Shuttle Back on Track for September Launch
By Irene Klotz
CAPE CANAVERAL, Florida (Reuters) – NASA reversed a decision to shelter the space shuttle Atlantis on Tuesday and returned it to its seaside launch pad as the threat from Tropical Storm Ernesto subsided.
The move put the U.S. space agency back on track to launch its first International Space Station assembly mission since the 2003 Columbia accident before the end of its current launch window on September 7.
Shuttle launch manager Mike Leinbach told a news conference a liftoff attempt was now likely on September 6 or September 7. “We’re finalizing that now,” he said of the targeted launch dates.
The shuttle began its slow, day-long ride back to a cavernous hangar on Tuesday morning to protect it from high winds and rain expected from Ernesto, which was approaching south Florida.
While the storm is still forecast to pass near Cape Canaveral, it is no longer expected to be strong enough to threaten the $2 billion shuttle, or a $372 million station power module packed in its cargo bay, NASA said.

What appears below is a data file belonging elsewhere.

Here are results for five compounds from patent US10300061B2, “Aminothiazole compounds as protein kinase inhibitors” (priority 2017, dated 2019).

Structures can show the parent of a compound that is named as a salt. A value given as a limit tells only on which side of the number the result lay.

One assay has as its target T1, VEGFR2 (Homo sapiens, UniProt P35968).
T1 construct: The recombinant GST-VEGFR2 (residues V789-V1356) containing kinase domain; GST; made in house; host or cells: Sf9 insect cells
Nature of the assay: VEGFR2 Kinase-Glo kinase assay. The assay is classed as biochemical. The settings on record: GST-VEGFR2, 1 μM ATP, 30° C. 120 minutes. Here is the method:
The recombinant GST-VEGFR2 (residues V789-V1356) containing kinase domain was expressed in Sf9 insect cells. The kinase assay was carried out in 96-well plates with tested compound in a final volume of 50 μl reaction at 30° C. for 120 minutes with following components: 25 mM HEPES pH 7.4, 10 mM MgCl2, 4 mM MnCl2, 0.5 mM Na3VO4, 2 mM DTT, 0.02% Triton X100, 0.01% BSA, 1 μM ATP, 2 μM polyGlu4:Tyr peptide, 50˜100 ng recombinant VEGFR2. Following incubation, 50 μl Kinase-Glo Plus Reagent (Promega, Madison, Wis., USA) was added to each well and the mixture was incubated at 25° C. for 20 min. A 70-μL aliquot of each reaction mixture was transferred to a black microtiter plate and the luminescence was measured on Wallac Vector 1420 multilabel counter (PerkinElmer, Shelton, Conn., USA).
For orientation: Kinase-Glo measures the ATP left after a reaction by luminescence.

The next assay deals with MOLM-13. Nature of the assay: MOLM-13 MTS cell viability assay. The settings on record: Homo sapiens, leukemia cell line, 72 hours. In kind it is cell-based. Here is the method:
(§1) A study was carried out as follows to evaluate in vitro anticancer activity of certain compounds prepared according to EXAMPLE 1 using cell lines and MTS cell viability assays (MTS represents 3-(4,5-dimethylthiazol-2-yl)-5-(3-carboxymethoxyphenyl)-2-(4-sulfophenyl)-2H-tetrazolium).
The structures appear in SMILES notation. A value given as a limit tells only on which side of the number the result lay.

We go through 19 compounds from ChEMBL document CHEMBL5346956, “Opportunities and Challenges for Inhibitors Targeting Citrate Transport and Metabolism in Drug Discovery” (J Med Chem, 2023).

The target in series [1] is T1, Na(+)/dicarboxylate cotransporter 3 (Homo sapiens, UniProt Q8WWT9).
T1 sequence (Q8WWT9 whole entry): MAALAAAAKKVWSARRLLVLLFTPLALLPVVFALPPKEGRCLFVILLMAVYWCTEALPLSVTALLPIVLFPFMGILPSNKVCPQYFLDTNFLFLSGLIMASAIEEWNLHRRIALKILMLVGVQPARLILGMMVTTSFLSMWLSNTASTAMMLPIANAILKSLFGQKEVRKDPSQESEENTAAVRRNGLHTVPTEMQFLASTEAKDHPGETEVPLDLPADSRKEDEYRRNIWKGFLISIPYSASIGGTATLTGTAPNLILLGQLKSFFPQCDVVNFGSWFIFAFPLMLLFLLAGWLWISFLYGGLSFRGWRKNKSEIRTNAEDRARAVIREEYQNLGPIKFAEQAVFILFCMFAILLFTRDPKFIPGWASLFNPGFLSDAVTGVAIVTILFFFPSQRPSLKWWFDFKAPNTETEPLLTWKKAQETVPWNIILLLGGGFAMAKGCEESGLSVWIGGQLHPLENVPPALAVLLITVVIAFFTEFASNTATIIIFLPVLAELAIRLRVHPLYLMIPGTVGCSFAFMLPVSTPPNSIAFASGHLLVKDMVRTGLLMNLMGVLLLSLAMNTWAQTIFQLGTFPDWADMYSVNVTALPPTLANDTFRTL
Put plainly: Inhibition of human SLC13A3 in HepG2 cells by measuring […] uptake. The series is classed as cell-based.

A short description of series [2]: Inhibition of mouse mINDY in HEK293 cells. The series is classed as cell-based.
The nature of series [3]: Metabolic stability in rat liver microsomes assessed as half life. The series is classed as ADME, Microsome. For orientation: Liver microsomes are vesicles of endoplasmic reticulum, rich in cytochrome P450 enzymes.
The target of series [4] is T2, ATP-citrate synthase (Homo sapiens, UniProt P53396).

The launch window is determined by technical factors, including the position of the space station, the angle of the sun and restrictions by NASA to launch only during daylight so cameras have clear views of the shuttle’s external fuel tank.
Foam insulation falling off the tank during launch triggered the Columbia disaster, which killed seven astronauts. NASA has since redesigned the tank twice.
The September 7 deadline also is due to a planned Russian launch of a Soyuz resupply ship to the space station. NASA had asked about delaying the capsule’s flight to buy more time for a shuttle launch but program managers said that option was unlikely for technical reasons.
The next launch opportunity for Atlantis would have been in late October.
NASA has four years to complete construction of the $100 billion space station before the shuttles, which are the only vehicles designed for the job, are retired in 2010.